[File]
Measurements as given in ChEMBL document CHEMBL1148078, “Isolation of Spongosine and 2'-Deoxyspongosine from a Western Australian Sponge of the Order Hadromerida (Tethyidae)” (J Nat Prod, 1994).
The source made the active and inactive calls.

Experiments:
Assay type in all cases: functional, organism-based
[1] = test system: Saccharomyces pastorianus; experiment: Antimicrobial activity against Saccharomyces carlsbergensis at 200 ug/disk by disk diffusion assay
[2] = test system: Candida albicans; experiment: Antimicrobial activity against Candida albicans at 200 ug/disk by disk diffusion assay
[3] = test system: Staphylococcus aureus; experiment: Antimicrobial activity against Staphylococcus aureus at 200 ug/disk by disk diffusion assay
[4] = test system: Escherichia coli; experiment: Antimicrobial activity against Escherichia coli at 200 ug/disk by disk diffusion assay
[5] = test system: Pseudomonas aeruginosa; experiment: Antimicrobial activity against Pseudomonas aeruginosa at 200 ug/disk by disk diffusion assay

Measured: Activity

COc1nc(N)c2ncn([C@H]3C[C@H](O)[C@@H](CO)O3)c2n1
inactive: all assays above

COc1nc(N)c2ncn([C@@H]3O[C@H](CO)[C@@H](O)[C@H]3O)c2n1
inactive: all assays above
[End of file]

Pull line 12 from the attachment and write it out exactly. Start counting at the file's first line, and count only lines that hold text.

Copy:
inactive: all assays above